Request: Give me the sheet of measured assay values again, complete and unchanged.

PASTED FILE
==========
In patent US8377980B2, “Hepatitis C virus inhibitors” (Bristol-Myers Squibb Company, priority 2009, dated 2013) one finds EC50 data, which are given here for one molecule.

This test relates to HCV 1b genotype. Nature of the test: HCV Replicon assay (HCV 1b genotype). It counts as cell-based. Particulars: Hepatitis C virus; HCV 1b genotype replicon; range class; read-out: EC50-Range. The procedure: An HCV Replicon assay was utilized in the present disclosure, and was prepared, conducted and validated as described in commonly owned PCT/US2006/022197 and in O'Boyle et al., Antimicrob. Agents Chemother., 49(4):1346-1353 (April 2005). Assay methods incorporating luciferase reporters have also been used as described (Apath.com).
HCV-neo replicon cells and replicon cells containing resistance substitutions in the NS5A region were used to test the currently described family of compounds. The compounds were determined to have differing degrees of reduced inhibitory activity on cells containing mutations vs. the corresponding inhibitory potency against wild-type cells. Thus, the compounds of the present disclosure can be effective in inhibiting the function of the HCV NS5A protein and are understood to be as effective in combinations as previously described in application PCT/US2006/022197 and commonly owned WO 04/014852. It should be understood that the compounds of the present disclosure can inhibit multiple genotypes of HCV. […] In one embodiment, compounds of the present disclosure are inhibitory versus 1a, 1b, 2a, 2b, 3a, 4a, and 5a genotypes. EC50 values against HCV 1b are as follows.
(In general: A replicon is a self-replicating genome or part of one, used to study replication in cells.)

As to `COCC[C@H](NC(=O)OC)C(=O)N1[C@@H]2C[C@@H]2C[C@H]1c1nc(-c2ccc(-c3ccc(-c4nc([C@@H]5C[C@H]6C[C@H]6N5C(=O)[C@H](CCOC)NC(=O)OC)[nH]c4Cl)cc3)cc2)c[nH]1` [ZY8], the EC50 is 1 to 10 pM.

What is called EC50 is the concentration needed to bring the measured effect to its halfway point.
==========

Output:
In patent US8377980B2, “Hepatitis C virus inhibitors” (Bristol-Myers Squibb Company, priority 2009, dated 2013) one finds EC50 data, which are given here for one molecule.

This test relates to HCV 1b genotype. Nature of the test: HCV Replicon assay (HCV 1b genotype). It counts as cell-based. Particulars: Hepatitis C virus; HCV 1b genotype replicon; range class; read-out: EC50-Range. The procedure: An HCV Replicon assay was utilized in the present disclosure, and was prepared, conducted and validated as described in commonly owned PCT/US2006/022197 and in O'Boyle et al., Antimicrob. Agents Chemother., 49(4):1346-1353 (April 2005). Assay methods incorporating luciferase reporters have also been used as described (Apath.com).
HCV-neo replicon cells and replicon cells containing resistance substitutions in the NS5A region were used to test the currently described family of compounds. The compounds were determined to have differing degrees of reduced inhibitory activity on cells containing mutations vs. the corresponding inhibitory potency against wild-type cells. Thus, the compounds of the present disclosure can be effective in inhibiting the function of the HCV NS5A protein and are understood to be as effective in combinations as previously described in application PCT/US2006/022197 and commonly owned WO 04/014852. It should be understood that the compounds of the present disclosure can inhibit multiple genotypes of HCV. […] In one embodiment, compounds of the present disclosure are inhibitory versus 1a, 1b, 2a, 2b, 3a, 4a, and 5a genotypes. EC50 values against HCV 1b are as follows.
(In general: A replicon is a self-replicating genome or part of one, used to study replication in cells.)

As to `COCC[C@H](NC(=O)OC)C(=O)N1[C@@H]2C[C@@H]2C[C@H]1c1nc(-c2ccc(-c3ccc(-c4nc([C@@H]5C[C@H]6C[C@H]6N5C(=O)[C@H](CCOC)NC(=O)OC)[nH]c4Cl)cc3)cc2)c[nH]1` [ZY8], the EC50 is 1 to 10 pM.

What is called EC50 is the concentration needed to bring the measured effect to its halfway point.